Hello. I’m Hunter, and I’m a millennial.
Yes, it’s true, and I feel as though I often say it as a confession. But in the midst of all the challenges my generation needs to work through, I believe I’ve stumbled across at least one redeeming quality: we are cause-driven.
We have big dreams, we recognize there is a disparity between the way things could be and the way things are, and many of us have a burning sensation in our chests that we don’t know what to do with.
And this is where you come in, dedicated nonprofit worker. You know what to do with it–the burning. You are a dreamer, a visionary–and a doer.
I have aspiration and enthusiasm, but what I need, desperately, is someone to help direct the drive. That someone could be you. And incorporating an internship program at your nonprofit, or taking your current internship program more seriously, is a good way to be that someone.
But before I send you on your way with this abstract, idealistic, dreamy, romantic, TED-talky, expectedly millennial idea of inspiring someone like me to make incredible change in this world, I’ll give you some specific points to think about when it comes to working with interns.
1) Let interns know that you know that they know very little.
When my supervisor at Bloomerang made it clear that he doesn’t expect me to know the industry or the way the company operates, I felt instantaneous relief. I was trying to fool people around me by remaining quiet when I didn’t have a clue what they were talking about, and I only asked questions when I thought they might actually make me sound smart-ish.
Once this “anti-expectation” is communicated to your interns then you can go about setting appropriate, helpful expectations. Beyond finishing assigned tasks and working in a professional manner, expect your interns to ask questions, share ideas and provide feedback on their experience. You might need to communicate this several times before it sinks in.
2) Teach them to own their ideas.
Earlier this semester I presented some work to my supervisor and another colleague that I wasn’t confident of, and as they looked over it, I started to say, “I wasn’t sure if I should put that in there.” In unison, as if rehearsed, they said, “Own it, Hunter!” I bet they don’t even remember saying this, but it was a timely encouragement. I needed to learn that it’s often better to share my thoughts even if they are not perfectly packaged.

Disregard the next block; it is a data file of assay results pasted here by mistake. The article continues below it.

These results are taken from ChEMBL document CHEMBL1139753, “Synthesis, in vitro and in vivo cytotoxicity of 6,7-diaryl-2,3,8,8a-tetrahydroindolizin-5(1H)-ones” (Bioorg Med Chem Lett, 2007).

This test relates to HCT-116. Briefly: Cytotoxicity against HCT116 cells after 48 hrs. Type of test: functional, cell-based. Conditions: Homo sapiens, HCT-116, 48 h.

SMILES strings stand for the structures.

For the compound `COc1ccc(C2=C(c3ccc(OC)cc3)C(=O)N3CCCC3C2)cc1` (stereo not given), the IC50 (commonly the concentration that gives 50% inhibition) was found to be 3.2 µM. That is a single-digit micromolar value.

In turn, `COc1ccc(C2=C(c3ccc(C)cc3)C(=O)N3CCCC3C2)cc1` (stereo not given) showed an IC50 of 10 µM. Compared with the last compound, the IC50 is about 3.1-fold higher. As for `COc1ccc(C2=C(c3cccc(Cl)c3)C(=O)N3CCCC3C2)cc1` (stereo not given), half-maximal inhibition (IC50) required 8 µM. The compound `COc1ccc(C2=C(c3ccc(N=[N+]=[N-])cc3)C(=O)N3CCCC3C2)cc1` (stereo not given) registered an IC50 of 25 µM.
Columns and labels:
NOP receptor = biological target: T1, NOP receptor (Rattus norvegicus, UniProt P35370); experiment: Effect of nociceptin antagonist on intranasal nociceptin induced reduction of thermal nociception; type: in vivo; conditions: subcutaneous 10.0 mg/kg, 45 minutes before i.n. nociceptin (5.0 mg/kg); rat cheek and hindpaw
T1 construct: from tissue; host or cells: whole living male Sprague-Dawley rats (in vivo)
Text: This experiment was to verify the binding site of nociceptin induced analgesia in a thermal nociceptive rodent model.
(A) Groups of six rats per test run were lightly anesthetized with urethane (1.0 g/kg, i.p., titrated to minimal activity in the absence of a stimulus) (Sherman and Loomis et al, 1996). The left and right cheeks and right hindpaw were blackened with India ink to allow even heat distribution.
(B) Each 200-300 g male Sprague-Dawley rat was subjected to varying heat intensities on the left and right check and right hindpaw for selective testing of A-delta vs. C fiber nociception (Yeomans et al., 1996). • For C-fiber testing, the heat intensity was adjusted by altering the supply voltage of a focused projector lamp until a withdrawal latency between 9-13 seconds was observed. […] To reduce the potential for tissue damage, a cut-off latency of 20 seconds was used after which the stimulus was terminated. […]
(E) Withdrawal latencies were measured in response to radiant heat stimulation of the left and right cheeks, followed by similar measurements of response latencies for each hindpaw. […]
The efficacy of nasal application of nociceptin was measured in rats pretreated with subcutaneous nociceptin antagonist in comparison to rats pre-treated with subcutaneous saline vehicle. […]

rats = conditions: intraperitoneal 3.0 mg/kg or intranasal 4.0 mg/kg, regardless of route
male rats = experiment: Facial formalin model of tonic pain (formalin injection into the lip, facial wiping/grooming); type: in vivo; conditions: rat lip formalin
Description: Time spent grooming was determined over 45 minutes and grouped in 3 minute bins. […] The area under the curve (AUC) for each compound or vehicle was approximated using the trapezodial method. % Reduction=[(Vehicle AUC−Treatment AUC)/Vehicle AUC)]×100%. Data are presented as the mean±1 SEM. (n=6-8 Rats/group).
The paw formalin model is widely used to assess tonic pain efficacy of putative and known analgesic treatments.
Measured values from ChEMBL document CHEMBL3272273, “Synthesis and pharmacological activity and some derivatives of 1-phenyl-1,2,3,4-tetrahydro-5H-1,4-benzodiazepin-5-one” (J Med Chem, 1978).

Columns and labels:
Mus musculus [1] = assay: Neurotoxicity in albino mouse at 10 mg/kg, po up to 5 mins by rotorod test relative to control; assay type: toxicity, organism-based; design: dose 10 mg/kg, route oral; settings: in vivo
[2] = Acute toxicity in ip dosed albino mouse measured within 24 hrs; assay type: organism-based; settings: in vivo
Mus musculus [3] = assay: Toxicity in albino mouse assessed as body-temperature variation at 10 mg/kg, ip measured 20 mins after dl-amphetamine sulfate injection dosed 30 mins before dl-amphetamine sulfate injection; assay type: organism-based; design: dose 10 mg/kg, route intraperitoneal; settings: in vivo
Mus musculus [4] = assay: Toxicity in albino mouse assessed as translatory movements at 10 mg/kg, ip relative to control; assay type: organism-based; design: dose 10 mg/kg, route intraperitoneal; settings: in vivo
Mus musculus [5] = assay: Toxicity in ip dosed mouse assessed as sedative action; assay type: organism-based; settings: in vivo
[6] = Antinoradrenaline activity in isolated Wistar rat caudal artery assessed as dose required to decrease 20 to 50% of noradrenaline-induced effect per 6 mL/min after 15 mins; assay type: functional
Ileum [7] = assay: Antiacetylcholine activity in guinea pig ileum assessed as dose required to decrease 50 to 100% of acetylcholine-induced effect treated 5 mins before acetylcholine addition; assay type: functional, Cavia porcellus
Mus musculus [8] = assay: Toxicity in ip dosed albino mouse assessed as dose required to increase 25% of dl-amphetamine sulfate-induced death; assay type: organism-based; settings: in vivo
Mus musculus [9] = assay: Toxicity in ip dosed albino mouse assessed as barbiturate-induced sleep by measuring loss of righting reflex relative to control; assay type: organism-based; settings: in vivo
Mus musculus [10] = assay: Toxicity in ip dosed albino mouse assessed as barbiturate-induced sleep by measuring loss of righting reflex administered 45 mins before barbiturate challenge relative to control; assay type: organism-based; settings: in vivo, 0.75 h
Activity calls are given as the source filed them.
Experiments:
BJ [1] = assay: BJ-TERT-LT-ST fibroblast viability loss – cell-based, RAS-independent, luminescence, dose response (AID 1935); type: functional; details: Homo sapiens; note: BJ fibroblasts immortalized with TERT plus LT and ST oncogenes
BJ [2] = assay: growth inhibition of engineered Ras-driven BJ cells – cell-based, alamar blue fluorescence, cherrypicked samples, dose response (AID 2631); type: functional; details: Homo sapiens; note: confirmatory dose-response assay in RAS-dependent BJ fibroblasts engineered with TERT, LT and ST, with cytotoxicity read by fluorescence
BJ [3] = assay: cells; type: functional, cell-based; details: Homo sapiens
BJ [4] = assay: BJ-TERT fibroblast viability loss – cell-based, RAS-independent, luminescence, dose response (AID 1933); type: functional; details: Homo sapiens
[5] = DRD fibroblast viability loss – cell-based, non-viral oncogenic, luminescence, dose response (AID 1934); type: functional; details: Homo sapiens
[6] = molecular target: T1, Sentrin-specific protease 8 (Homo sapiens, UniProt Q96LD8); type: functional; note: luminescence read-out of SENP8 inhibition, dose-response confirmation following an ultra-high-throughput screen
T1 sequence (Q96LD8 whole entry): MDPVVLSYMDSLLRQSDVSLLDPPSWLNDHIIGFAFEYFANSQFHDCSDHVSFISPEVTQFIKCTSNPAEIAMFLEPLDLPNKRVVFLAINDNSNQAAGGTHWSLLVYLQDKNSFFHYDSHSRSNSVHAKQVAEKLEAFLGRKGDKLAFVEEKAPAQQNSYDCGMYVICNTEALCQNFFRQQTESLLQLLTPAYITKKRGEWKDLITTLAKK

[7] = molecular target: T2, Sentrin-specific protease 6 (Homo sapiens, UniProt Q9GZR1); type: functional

Interns have a way of forgetting that you are a person and that your thoughts are fallible too. Make it clear that your idea is not the best idea, but the best idea is the best idea. Then encourage them to share and be confident in theirs.
3) Empower staff to take interns under their wings.
One of the most helpful aspects of my experience at Bloomerang has been working among the marketing team. Every day I swivel around in my chair and ask someone, “Whatcha doin?” And every day I’m surprised and thankful for the insights they are willing to share.
Give your intern an opportunity to learn about the many facets of your organization from the many faces of your organization. Not only can this lighten your load (because we know having an intern takes work), but it can give other staff the opportunity to hone and show their management skills.
4) Value the intern’s skills.
I spoke with a friend yesterday who has been interning at a place where he “feels more like a convenience than an asset.” If the intern is only doing the tasks that no one else wants to do, then their experience will be horrible, and you will miss out on future interns (not to mention the skills that this person could provide you today). My friend has been studying marketing and finance for three years, and he actually wants to put into practice what he’s learned. Give the kid a chance.
Conduct a needs assessment for your organization, and set your interns loose on specific projects. But also encourage them to recognize other needs/problems and find solutions on their own. They might surprise you… and themselves!
5) Don’t be afraid of assigning some grunt work.
My Bloomerang teammates have been so thoughtful about giving me value-adding work to do, and I’m very grateful. Interns’ favorite work is difference-making, project work. We hate hate hate feeling like a waste of space and we want to walk away from our experience and have something to show for it. That being said, I’ve told my supervisor that I don’t mind doing some “menial tasks” if it actually serves a purpose.
Give your interns real work experience (e.g. cleaning the bathroom and scanning documents) if that is what it takes to keep you operational. We need to see that it takes a lot of hard, tedious work to make something great.
But the greatest service you could do for an intern like me, is help discover and hone my passions and convince me that I don’t just have to dream. I can do.
I’m a millennial, and I approve this message.
But that’s enough about me, what do you think about me? Your thoughts are welcomed below!